Using linux-fincore to Check Linux Page Cache Usage

Check Linux Page Cache UsageIn this short blog post, we will check how to use linux-fincore to check which files are in the in-memory Linux page cache. To have an introductory read about the Linux page cache check here and here.

In summary, whenever you read from or write to a file (unless you are using Direct_IO to bypass the functionality), the result is cached in memory, so that subsequent requests can be served from it, instead of the orders of magnitude-slower disk subsystem (it can also be used to cache writes, before flushing them to disk). This is done as far as there is memory that is not being used by any process; whenever there is a shortage of otherwise free memory, the kernel will choose to first evict the page cache out of it. 

This process is transparent to us as userland dwellers and is generally something that we shouldn’t mind. However, what if we wanted to have more information on it? Is it possible? How can we do it? Let’s find out!

Installing it

Unless it’s for CentOS 6, there seem to be no packages available, so we need to download the source and compile. The steps for this are simple enough:

After this, we will have the binaries ready to be used in /usr/local/bin/.

Using it

As seen in the previous output, we need to pass either a file or a list of files for it to work. This is kind of strange at first glance, and begs for the question: “What if I don’t provide some files that are indeed in the page cache?” The answer is simple – they won’t be listed, even if they are in cache! Let’s see it in action. First, let’s write two files, and check if they are in the cache (and how much space they are taking up).

The -L option shows us the output in vertical format, instead of the default columnar style. Now, if we leave out the third argument (which is the second file name):

We only see test_file_1, even though we know test_file_2 is also cached. This is something to have present every time we use the tool.

A more interesting example is to check from, for instance, a running MySQL server, which files are cached. We can use a command like the following:

The –only-cached flag will make it less verbose, by only showing outputs for the files that are in the cache. 

Caveats and Limitations

The number one caveat, as mentioned before, is to provide an accurate list of files to check for, or else the results will be obviously wrong (if we are trying to dimension the whole cache usage).

One limitation is that there is an upper bound on the number of files we can check (at least with one command), given the argument list is not limitless. For instance, one natural way of wanting to check for the whole cache is to use a command like the following:

The command fails, as we can see, because we exceeded the number of arguments allowed by bash.

Cleaning the Page Cache

This topic is a bit out of scope for the blog post, but I thought that I could at least mention it. There are three ways of manually purging the page cache if needed:

1- directly writing to the /proc/sys/vm/drop_caches file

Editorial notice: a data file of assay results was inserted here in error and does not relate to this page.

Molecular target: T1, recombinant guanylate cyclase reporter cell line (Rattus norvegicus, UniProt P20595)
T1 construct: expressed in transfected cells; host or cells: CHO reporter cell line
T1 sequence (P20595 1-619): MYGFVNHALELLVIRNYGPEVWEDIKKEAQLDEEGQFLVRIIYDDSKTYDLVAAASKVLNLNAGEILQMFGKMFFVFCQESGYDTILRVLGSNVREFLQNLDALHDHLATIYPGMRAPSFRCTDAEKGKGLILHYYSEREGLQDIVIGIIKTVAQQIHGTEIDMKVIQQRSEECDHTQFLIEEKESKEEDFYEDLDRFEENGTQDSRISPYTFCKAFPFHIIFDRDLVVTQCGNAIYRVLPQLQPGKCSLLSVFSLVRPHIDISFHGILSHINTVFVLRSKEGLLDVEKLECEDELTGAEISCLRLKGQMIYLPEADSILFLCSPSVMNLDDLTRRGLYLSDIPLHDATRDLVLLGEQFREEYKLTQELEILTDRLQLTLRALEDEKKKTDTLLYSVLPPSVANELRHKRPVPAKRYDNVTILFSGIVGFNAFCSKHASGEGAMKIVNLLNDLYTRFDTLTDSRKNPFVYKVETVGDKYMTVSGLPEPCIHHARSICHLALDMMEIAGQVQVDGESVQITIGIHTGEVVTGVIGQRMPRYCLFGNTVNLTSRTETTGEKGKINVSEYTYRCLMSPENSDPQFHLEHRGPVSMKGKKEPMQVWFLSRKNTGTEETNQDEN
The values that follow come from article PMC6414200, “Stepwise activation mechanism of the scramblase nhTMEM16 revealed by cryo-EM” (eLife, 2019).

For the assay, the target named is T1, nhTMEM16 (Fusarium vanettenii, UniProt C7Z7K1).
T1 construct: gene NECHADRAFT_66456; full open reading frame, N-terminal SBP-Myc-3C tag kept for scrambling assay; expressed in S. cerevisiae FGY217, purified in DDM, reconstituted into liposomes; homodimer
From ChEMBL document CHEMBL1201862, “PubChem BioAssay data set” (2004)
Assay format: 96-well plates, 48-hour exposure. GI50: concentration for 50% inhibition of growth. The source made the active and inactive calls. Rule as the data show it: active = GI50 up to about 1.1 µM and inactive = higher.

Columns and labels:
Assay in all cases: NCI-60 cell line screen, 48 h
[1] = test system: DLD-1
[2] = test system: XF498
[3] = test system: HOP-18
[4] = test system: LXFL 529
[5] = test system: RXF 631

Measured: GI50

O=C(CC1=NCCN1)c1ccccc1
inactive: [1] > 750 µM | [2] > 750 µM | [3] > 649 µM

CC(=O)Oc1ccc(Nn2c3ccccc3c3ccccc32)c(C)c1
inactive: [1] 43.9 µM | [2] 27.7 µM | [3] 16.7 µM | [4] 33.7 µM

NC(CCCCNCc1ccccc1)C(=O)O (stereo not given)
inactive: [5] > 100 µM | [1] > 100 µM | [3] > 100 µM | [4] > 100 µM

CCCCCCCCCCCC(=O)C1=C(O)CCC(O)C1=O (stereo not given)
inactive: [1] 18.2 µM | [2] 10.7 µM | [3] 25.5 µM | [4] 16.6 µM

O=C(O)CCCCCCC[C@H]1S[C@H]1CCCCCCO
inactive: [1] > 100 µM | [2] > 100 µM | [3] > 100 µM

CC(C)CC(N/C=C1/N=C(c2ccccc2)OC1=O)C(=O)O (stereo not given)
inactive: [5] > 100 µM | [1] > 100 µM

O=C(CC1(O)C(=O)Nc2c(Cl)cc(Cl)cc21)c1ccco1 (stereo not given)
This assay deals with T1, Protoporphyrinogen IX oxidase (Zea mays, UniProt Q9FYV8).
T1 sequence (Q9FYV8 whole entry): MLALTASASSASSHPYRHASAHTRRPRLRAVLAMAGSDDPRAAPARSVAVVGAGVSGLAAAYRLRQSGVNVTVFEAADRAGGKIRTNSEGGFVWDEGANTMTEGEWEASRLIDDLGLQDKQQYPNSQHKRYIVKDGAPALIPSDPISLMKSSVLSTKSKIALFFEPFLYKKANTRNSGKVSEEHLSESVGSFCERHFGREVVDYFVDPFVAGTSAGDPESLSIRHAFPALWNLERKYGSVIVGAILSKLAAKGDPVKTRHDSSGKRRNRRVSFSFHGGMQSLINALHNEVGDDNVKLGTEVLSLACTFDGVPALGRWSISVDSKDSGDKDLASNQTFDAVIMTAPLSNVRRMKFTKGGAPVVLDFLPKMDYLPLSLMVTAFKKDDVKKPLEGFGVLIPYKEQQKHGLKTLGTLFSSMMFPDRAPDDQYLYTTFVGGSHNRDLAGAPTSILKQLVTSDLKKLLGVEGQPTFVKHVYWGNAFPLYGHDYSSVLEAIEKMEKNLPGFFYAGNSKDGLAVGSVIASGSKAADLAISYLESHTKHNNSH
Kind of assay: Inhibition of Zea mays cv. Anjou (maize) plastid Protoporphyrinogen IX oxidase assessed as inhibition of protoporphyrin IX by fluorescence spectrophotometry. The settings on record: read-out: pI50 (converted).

2- using the sysctl configuration tool

More information about this here (search for the drop_caches section).

3- (Updated: Thanks LeFred for input on this!) Use the uncache tool from DBSake to selectively remove files from the cache, without the need to evict the whole of it.

What can I use it for?

The tool can be used for checking which files are cached, and how much memory they are taking. For instance, if you see a spike in memory usage after certain operations, you could:

  • capture initial output with linux-fincore
  • flush the page cache (as shown above)
  • run the problematic operation
  • capture a second sample with linux-fincore

Then you could compare the outputs to see which files were used by the operation, and how much was needed for them.

Further reading and similar tools

There is an extended blog post on this matter, which has more tools and how to use them.

uncache – https://dbsake.readthedocs.io/en/latest/commands/uncache.html (Updated: Check LeFred’s comments below for more insight on this.) As an added bonus, DBSake has a fincore tool you can use!

vmtouch – https://hoytech.com/vmtouch/

mincore – http://man7.org/linux/man-pages/man2/mincore.2.html

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Comments (2)

  • lefred Reply

    Hi Agusin !

    Nice post, I just wanted to point you another tool I really like to work with: https://dbsake.readthedocs.io/en/latest/

    dbsake allows you to “uncache” a specific file too without having to drop the full filesystem cache that can be dangerous. This is very useful to free filesystem cache after reading many binlogs for example.

    Cheers.

    August 30, 2019 at 4:38 am
    • Agustín Reply

      Hey lefred,
      Awesome! I’ll have the blog updated to include this in the last section, and a note in the ‘cleaning cache section’, too. I see it also has a fincore-like tool (using mincore to implement it), so it kills two birds 🙂

      September 3, 2019 at 1:08 pm

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